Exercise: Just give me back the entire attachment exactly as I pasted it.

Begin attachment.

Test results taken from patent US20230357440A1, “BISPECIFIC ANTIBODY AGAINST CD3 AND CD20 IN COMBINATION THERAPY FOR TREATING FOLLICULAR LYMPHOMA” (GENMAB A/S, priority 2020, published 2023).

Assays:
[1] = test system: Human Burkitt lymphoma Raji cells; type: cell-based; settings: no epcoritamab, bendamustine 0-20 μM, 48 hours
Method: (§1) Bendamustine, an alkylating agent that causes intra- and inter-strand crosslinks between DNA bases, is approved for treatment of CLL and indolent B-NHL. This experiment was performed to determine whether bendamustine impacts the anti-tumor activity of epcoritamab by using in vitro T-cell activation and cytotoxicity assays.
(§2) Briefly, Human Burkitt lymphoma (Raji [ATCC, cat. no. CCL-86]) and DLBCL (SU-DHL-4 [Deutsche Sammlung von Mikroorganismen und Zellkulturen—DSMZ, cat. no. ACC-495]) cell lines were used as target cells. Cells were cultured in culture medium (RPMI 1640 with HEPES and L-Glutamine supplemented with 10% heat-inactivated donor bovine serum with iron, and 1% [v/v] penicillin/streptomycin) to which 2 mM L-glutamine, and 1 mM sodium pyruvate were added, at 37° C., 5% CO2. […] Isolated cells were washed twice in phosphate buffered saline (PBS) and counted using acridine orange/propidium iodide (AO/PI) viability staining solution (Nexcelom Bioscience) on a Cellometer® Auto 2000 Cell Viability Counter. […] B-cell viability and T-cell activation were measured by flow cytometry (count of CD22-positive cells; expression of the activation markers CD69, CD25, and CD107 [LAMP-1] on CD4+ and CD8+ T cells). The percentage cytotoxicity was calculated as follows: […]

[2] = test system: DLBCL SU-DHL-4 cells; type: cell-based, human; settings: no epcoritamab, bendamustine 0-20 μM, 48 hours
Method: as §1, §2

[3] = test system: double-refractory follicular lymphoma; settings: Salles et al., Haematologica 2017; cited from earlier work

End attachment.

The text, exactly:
Test results taken from patent US20230357440A1, “BISPECIFIC ANTIBODY AGAINST CD3 AND CD20 IN COMBINATION THERAPY FOR TREATING FOLLICULAR LYMPHOMA” (GENMAB A/S, priority 2020, published 2023).

Assays:
[1] = test system: Human Burkitt lymphoma Raji cells; type: cell-based; settings: no epcoritamab, bendamustine 0-20 μM, 48 hours
Method: (§1) Bendamustine, an alkylating agent that causes intra- and inter-strand crosslinks between DNA bases, is approved for treatment of CLL and indolent B-NHL. This experiment was performed to determine whether bendamustine impacts the anti-tumor activity of epcoritamab by using in vitro T-cell activation and cytotoxicity assays.
(§2) Briefly, Human Burkitt lymphoma (Raji [ATCC, cat. no. CCL-86]) and DLBCL (SU-DHL-4 [Deutsche Sammlung von Mikroorganismen und Zellkulturen—DSMZ, cat. no. ACC-495]) cell lines were used as target cells. Cells were cultured in culture medium (RPMI 1640 with HEPES and L-Glutamine supplemented with 10% heat-inactivated donor bovine serum with iron, and 1% [v/v] penicillin/streptomycin) to which 2 mM L-glutamine, and 1 mM sodium pyruvate were added, at 37° C., 5% CO2. […] Isolated cells were washed twice in phosphate buffered saline (PBS) and counted using acridine orange/propidium iodide (AO/PI) viability staining solution (Nexcelom Bioscience) on a Cellometer® Auto 2000 Cell Viability Counter. […] B-cell viability and T-cell activation were measured by flow cytometry (count of CD22-positive cells; expression of the activation markers CD69, CD25, and CD107 [LAMP-1] on CD4+ and CD8+ T cells). The percentage cytotoxicity was calculated as follows: […]

[2] = test system: DLBCL SU-DHL-4 cells; type: cell-based, human; settings: no epcoritamab, bendamustine 0-20 μM, 48 hours
Method: as §1, §2

[3] = test system: double-refractory follicular lymphoma; settings: Salles et al., Haematologica 2017; cited from earlier work